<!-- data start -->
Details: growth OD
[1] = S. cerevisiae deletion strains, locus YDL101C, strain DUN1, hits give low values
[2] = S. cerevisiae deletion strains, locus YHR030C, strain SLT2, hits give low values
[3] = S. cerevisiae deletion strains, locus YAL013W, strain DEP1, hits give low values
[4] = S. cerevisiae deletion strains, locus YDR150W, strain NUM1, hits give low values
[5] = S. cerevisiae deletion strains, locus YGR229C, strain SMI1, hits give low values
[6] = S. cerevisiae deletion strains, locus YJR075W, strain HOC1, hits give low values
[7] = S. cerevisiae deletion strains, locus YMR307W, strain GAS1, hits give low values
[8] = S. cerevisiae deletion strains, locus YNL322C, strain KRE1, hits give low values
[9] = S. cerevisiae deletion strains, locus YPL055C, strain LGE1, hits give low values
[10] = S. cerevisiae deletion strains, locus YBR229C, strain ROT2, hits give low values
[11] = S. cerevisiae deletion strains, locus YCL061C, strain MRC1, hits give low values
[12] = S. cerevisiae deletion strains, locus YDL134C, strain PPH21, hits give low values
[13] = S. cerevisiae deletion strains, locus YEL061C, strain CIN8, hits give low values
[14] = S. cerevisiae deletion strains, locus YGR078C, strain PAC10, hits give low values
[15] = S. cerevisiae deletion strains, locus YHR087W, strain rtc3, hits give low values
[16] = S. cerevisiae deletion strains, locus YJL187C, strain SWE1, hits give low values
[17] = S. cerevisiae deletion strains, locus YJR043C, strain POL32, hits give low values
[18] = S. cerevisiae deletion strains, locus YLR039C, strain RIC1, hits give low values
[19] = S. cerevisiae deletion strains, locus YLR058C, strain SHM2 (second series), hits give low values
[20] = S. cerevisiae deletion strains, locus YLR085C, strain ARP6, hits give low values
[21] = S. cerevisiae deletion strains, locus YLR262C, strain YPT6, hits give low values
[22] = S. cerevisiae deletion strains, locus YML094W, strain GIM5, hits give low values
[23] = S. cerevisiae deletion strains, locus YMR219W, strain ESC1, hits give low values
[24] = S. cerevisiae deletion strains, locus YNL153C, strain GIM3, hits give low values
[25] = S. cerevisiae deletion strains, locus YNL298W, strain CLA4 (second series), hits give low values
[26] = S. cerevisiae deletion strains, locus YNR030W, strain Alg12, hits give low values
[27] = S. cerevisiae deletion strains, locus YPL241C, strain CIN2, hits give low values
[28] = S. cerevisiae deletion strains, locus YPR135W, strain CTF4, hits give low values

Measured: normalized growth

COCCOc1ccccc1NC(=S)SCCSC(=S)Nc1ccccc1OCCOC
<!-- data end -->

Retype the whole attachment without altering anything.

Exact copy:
Details: growth OD
[1] = S. cerevisiae deletion strains, locus YDL101C, strain DUN1, hits give low values
[2] = S. cerevisiae deletion strains, locus YHR030C, strain SLT2, hits give low values
[3] = S. cerevisiae deletion strains, locus YAL013W, strain DEP1, hits give low values
[4] = S. cerevisiae deletion strains, locus YDR150W, strain NUM1, hits give low values
[5] = S. cerevisiae deletion strains, locus YGR229C, strain SMI1, hits give low values
[6] = S. cerevisiae deletion strains, locus YJR075W, strain HOC1, hits give low values
[7] = S. cerevisiae deletion strains, locus YMR307W, strain GAS1, hits give low values
[8] = S. cerevisiae deletion strains, locus YNL322C, strain KRE1, hits give low values
[9] = S. cerevisiae deletion strains, locus YPL055C, strain LGE1, hits give low values
[10] = S. cerevisiae deletion strains, locus YBR229C, strain ROT2, hits give low values
[11] = S. cerevisiae deletion strains, locus YCL061C, strain MRC1, hits give low values
[12] = S. cerevisiae deletion strains, locus YDL134C, strain PPH21, hits give low values
[13] = S. cerevisiae deletion strains, locus YEL061C, strain CIN8, hits give low values
[14] = S. cerevisiae deletion strains, locus YGR078C, strain PAC10, hits give low values
[15] = S. cerevisiae deletion strains, locus YHR087W, strain rtc3, hits give low values
[16] = S. cerevisiae deletion strains, locus YJL187C, strain SWE1, hits give low values
[17] = S. cerevisiae deletion strains, locus YJR043C, strain POL32, hits give low values
[18] = S. cerevisiae deletion strains, locus YLR039C, strain RIC1, hits give low values
[19] = S. cerevisiae deletion strains, locus YLR058C, strain SHM2 (second series), hits give low values
[20] = S. cerevisiae deletion strains, locus YLR085C, strain ARP6, hits give low values
[21] = S. cerevisiae deletion strains, locus YLR262C, strain YPT6, hits give low values
[22] = S. cerevisiae deletion strains, locus YML094W, strain GIM5, hits give low values
[23] = S. cerevisiae deletion strains, locus YMR219W, strain ESC1, hits give low values
[24] = S. cerevisiae deletion strains, locus YNL153C, strain GIM3, hits give low values
[25] = S. cerevisiae deletion strains, locus YNL298W, strain CLA4 (second series), hits give low values
[26] = S. cerevisiae deletion strains, locus YNR030W, strain Alg12, hits give low values
[27] = S. cerevisiae deletion strains, locus YPL241C, strain CIN2, hits give low values
[28] = S. cerevisiae deletion strains, locus YPR135W, strain CTF4, hits give low values

Measured: normalized growth

COCCOc1ccccc1NC(=S)SCCSC(=S)Nc1ccccc1OCCOC